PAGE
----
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Water shortages will reduce rice plantings

Issue Date: May 12, 2021
By Ching Lee
An aerial applicator seeds a field in Sutter County with rice. With plenty of dry, sunny days this spring, Sacramento Valley rice farmers have seen little disruptions to their planting schedules, though water cutbacks could reduce rice acreage by about 20%, according to initial estimates.
Photo/Ching Lee
An aerial applicator seeds a field in Sutter County with rice. With plenty of dry, sunny days this spring, Sacramento Valley rice farmers have seen little disruptions to their planting schedules, though water cutbacks could reduce rice acreage by about 20%, according to initial estimates.
Photo/Ching Lee

Dry weather this spring has created ideal planting conditions for California rice farmers, but lack of available irrigation water has forced cutbacks to how much they can grow.

Unhindered by spring rains and soggy fields that typically slow planting progress, Brian McKenzie, who farms rice in Sacramento, Sutter, Placer and Yolo counties, said he expects to finish 20 days ahead of his normal schedule, which bodes well for the crop. Delayed plantings usually push harvest into the autumn rainy season, raising the prospect of lower yields.

"As a grower, I feel fortunate to have such a dry spring, even though we needed the rain," he said.

Due to worsening hydrologic conditions, rice farmers in the Sacramento Valley have seen their surface water deliveries reduced by an average 25% to 50%, with some cut as much as 100%, said Tim Johnson, president and CEO of the California Rice Commission.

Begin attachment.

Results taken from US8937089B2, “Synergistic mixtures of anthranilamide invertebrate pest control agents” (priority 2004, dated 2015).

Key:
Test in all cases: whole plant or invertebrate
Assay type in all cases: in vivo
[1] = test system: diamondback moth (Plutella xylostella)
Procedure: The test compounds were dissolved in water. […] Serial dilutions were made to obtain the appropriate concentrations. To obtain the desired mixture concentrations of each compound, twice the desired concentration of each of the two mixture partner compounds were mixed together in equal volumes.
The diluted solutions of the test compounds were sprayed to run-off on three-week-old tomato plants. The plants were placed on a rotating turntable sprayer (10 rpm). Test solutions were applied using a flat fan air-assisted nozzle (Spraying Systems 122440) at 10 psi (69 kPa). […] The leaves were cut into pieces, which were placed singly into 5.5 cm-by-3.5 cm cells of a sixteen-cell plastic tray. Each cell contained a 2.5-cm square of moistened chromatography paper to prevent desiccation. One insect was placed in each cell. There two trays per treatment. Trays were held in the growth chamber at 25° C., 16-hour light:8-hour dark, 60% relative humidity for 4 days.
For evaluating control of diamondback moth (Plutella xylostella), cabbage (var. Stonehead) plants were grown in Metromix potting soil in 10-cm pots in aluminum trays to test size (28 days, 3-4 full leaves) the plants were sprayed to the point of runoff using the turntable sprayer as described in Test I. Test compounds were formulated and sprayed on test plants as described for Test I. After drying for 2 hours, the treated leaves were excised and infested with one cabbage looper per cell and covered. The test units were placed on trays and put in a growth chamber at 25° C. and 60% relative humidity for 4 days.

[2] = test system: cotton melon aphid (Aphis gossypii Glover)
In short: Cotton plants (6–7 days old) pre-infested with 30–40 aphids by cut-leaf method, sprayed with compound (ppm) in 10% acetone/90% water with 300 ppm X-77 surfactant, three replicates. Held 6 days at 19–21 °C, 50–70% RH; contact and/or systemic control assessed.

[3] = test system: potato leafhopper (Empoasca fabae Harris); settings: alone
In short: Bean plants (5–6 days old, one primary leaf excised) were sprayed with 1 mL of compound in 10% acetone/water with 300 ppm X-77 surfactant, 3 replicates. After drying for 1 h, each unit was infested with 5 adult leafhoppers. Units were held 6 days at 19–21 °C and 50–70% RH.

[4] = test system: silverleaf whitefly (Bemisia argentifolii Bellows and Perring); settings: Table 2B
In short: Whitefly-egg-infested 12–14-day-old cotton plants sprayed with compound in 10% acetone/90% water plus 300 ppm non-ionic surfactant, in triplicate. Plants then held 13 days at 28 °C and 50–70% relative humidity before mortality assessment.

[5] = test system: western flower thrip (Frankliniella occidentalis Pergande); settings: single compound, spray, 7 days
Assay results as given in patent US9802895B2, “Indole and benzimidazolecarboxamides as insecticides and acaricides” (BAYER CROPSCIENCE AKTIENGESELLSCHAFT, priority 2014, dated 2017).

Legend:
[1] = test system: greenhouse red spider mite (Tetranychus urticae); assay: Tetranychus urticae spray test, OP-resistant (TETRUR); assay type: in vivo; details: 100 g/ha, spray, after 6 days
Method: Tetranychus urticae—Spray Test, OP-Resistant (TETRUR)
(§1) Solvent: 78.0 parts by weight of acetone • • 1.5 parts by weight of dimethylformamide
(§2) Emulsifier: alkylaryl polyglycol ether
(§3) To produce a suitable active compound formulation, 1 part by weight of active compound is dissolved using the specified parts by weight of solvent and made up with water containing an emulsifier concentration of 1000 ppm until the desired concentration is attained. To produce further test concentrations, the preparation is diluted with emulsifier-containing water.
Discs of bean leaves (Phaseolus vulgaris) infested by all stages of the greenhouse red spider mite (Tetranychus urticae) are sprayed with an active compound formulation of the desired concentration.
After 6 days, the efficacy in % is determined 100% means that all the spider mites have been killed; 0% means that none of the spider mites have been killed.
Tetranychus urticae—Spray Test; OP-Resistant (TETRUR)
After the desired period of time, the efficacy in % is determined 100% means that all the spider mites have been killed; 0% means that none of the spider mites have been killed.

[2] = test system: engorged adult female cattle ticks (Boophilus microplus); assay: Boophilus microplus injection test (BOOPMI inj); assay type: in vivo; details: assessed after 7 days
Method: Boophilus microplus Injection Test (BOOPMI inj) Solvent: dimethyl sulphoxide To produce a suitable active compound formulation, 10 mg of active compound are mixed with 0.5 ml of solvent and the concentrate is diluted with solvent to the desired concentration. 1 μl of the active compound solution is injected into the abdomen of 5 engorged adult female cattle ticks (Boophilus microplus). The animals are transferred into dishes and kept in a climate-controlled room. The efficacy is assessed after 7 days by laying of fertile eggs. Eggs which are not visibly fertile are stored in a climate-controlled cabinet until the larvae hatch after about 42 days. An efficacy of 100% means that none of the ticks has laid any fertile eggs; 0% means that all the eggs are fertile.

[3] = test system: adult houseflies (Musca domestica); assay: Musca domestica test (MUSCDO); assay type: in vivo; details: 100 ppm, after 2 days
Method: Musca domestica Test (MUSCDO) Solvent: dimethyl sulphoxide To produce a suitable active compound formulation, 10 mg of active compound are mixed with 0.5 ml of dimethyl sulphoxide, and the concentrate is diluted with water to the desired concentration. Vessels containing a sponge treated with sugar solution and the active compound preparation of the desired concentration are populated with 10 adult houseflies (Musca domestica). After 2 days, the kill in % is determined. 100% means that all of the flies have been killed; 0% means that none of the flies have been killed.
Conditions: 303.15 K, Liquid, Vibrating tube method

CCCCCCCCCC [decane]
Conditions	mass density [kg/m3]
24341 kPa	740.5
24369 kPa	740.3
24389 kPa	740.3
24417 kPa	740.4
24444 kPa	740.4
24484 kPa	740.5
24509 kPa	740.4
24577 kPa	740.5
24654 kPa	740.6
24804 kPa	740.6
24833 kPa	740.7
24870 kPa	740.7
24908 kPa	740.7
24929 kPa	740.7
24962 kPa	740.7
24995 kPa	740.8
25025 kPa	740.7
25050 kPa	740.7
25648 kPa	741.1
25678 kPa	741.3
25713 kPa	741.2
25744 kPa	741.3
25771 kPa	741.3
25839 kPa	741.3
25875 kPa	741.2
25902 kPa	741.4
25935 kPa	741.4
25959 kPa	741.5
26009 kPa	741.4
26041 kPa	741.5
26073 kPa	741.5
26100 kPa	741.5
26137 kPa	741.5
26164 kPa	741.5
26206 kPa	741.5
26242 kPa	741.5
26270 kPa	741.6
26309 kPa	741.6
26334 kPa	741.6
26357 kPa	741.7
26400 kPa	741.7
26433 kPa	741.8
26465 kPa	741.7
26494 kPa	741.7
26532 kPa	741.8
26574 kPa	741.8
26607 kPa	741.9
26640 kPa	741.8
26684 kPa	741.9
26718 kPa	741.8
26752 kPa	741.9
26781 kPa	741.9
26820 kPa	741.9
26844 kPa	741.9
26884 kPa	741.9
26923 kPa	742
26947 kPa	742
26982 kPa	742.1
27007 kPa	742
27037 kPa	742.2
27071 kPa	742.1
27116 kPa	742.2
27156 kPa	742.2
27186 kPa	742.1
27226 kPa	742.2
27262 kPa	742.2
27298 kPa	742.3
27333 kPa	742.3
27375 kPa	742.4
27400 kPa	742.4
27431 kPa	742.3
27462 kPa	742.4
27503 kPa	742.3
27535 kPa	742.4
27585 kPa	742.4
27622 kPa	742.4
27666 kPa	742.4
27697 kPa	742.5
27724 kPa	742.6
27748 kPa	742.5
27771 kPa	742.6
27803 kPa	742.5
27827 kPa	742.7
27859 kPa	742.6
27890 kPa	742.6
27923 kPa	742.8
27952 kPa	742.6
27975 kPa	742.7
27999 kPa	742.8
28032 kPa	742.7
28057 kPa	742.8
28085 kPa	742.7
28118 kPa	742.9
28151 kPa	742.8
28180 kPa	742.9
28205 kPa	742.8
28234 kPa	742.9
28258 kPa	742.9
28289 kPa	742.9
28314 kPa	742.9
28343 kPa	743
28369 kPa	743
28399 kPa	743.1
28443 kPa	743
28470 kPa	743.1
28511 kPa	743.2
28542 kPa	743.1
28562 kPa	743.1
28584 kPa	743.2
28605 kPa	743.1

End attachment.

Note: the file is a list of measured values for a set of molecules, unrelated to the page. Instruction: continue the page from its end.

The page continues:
Initial estimates indicate California farmers will grow about 100,000 fewer acres of rice this year, down 20% from the average 500,000 acres grown annually in the state, he added. The U.S. Department of Agriculture estimated California 2021 rice acreage at 471,000, a decline of 9% from last year.

"These cuts will not only have an impact on farmers but also the small towns in the Sacramento Valley that are dependent on rice farming, rice milling, trucking and all the services that go into bringing rice to our customers in the state, U.S. and around the world," Johnson said during a media briefing last week at Farm Air Flying Service in Sacramento.

McKenzie, who leases a lot of his ground and custom farms for other growers, said he doesn't "have the opportunity to fallow acres," adding that he relies on surface water and groundwater to grow his crops, depending on the ranch.

"If it has water, which it does, or if we can get water to it, we're going to plant it," he said. "We're rice farmers; we're going to grow rice."

Other farmers also are planting full acreage, rice commission spokesman Jim Morris said. Even though acreage will likely be lower this year, he said weather has been favorable to finish planting on time, which helps, and that farmers are planting their best-performing fields, which could boost per-acre yields.

Except for a few days of gusty winds that reached 30 to 40 mph, which created "havoc in the field" by potentially bunching seeds that had been sowed, Colusa County rice farmer Don Bransford agreed that temperatures have been "wonderful" for planting, and said impacts from the wind "may be minimal."